Posted: February 2, 2011 by braillebone in #3 Propublica

It’s undoubtedly uncomfortable to read articles like Inept Nurses Free to Work in New Locales, but it’s investigative pieces like this that bellow ProPublica’s purpose: what we don’t know does hurt us.

It may be fair to assert that pieces uncovering horrible truths concealed for any length of time make readers cynical, but more importantly, they make readers aware.

It’s terrifying to think one might have to be cautious about their caregiver at a hospital or weary of leaving children with a licensed nurse; what reason might anyone have to doubt Orphia Wilson, a home health nurse,  could be responsible for at least two child deaths? Perhaps no reason, if the matter was never to be investigated by an organization such as ProPublica. But she was, and has lost her registered nursing license although she has been issued new ones in different states because of poor regulation.

This investigation was extensive, recovering data from various reports and records spanning several states. Under the continually decreasing budgets of general newsrooms, deep-digging pieces such as this Los Angeles Times collaboration simply don’t get done. And if they do, they’re not of the same caliber because the resources aren’t available.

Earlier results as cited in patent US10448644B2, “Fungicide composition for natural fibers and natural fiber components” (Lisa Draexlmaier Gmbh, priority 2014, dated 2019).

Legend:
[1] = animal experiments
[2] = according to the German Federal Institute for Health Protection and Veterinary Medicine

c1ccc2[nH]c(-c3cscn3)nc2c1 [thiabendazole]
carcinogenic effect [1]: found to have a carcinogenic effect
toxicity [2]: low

ProPublica is a non-profit, fully funded organization not driven by any commercial agendas that might impede journalistic integrity or freedom to do controversial and hard-hitting stories. As a result, stories like Inept Nurses Free to Work in New Locales uncover alarming information about situations and people most of us would have otherwise assumed honest and safe. The public’s level of awareness is increased, and they are better equipped to know and understand a suspect situation when it presents itself.

The free and easily accessible investigative reports are available online on the ProPublica website, and its contributors specialize in detailed, investigative research and storytelling. This is public service if I ever saw it.

ProPublica’s raison d’etre is to shed light on the tough stories everyone else fears to touch or don’t have the time or resources to do justice for. This is what makes it a fascinating and increasingly necessary publication. If lowered budgets compromise journalists’ ability to do long-form, well-researched investigative pieces, vital stories don’t get told.

While a publication such as the Los Angeles Times do collaborate with ProPublica, which benefits ProPublica’s circulation and readership, the relationship also benefits the larger publications because of added potent researchers and other resources like reporters and overall skills from the field.

The more sound and solid the journalism, the wider circulation of the articles, which in turn does an even greater justice to society in providing them with the highest standard of in-depth news available.


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